Beginning in the 2000-2001 Academic Year, the Reading in Common program has provided 19 classes of Gusties with books of high literary quality and interdisciplinary significance.
As part of the tradition, the Reading in Common books deal with themes connected directly to the Nobel Conference theme.
This year’s Reading in Common book is The Good Food Revolution…Growing Healthy Food, People, and Communities by Will Allen and Charles Wilson. Co-written by Allen, 2018 MacArthur Genius Award Winner, the book has drawn nation-wide attention to the relationships between soil, food, and community.
The Good Food Revolution elaborates the importance of soil quality, both literally and metaphorically, in Allen’s quest to transform a food desert outside Milwaukee’s largest public housing project into a fertile and preserved land with accessible healthy food.
This focus relates to the topic of the 2018 Nobel Conference, Living Soil: A Universe Underfoot.
This book also highlights questions of access and equity to food and economic resources. It considers America’s complex racial history, drawing connections between changes in food and culture and explores the disconnection of urban communities from their rural roots.
The Good Food Revolution also explores the concept of social entrepreneurship, how business can promote social good.
All first-year students and Gustie Greeters read the book over the summer and discuss it during orientation as well as in the First Term Seminars classes (FTS).
The book has been incorporated into First Term Seminar classes as a one of their main texts, a reference for class discussion, critical thinking, and argumentative writing.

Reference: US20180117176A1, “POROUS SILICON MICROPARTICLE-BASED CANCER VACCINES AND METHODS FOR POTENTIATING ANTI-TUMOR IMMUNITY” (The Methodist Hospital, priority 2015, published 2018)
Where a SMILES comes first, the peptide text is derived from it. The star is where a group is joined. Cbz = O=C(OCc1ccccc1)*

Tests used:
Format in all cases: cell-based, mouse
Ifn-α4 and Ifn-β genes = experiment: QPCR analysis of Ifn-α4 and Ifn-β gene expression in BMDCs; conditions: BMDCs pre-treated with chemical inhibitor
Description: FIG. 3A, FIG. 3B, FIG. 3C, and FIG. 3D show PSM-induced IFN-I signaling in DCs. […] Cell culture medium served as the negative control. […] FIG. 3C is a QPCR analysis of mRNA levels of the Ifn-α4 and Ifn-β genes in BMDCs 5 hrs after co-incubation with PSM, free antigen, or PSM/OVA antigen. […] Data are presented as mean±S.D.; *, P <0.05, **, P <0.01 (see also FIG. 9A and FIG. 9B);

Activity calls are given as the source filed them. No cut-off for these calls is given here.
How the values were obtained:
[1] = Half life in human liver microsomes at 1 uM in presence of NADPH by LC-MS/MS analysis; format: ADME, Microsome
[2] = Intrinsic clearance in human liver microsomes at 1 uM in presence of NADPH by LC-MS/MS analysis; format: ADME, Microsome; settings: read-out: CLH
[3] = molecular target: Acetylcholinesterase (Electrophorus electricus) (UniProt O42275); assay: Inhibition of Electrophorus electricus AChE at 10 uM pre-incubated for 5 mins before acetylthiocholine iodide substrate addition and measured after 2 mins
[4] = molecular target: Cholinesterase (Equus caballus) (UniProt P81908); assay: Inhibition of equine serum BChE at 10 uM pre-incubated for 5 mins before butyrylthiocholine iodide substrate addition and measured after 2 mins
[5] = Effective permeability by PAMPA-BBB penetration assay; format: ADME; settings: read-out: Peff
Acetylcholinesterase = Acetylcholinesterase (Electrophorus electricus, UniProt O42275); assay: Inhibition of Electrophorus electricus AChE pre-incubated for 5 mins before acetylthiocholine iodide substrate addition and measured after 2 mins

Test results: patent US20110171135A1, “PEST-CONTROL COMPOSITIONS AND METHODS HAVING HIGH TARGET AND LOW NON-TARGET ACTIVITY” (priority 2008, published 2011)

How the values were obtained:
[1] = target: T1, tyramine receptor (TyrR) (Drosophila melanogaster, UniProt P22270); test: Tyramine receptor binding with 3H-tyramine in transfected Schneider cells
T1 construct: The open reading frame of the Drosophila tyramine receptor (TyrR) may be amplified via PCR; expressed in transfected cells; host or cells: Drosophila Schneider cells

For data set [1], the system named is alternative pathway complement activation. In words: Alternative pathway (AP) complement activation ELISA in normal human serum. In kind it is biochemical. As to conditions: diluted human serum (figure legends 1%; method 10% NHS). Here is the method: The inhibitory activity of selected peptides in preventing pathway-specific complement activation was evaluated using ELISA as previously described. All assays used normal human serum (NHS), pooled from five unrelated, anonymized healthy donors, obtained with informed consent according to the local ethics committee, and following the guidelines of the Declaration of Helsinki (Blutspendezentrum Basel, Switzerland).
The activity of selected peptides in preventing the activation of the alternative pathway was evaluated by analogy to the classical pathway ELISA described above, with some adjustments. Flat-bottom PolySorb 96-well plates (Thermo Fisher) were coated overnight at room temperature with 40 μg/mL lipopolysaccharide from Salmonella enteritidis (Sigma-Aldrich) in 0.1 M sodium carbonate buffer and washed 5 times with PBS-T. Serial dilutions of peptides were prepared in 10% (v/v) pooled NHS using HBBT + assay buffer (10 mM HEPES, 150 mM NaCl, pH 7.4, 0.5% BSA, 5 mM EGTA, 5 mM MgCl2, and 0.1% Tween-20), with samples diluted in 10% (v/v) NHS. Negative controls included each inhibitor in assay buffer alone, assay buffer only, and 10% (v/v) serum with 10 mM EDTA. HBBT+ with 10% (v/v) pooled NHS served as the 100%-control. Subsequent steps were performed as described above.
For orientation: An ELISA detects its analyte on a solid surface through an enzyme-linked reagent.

According to Physics and Environmental Studies Professor Charles Niederriter, he has been using The Good Food Revolution as part of the First Term Seminar he is teaching – Renewable Energy.
Dr. Niederriter has used examples from the book to demonstrate how a writer calls for readers’ attention while developing and maintaining their arguments.
In addition to referencing the Reading in Common book as a writing model, Dr. Niederriter also connects Allen’s work to sustainability, the theme of his First term Seminar.
“Professor Niederriter and his Renewable Energy FTS have talked about some of the operations that [Allen] does, about how well [Allen] incorporated the use of red worms into compost and how that is more sustainable than adding chemicals,” Professor Niederriter said.
What Dr. Niederriter expects his first-year students to learn from the book is that “there are different ways to things than just highly mechanizing the agriculture that we do in the United States.”
From a student’s perspective, First-year Emily Monicken shares that the book has “opened her eyes” because it has shed light on the importance of soil to human life and food production, which she first learned about through the Reading in Common.
According to the first-year, she also has the opportunity of discussing the book in her Gender, Women, and Sexuality Studies Class with Dr. Harper.
The course has discussed the importance of soil in Native American communities, like how they planted multiple crops at the same time to retain their nutrients.
This practice was not adopted by later colonizers, causing the topsoil to wash away and lose its nutrients
The Good Food Revolution has drawn Monicken’s attention to the theme of this year’s Nobel Conference and has convinced her to attend conference panels to learn more about soil in relation to food production as well as its social implications.
First-year Ratana Chheng shares her opinion on the book from an international student’s perspective.
According to Chheng, she has discussed the book’s composition as well as content both inside and and outside of her First Term Seminar class.
“I like how detailed [Allen]is about the whole process and shares both obstacles and successes, so we learn with him about the whole process. It kind of makes me want to learn how to garden too.” Chheng said.
Chheng has learned from the book how difficult it is for small farms to produce organic food and make profits from it.
In the United States, healthy options such as organic vegetables are expensive, while highly industrialized fast foods are at lower prices.
This comparison points out how Asian countries have methods of producing healthy food without sacrificing profit, which has a positive impact on their public health.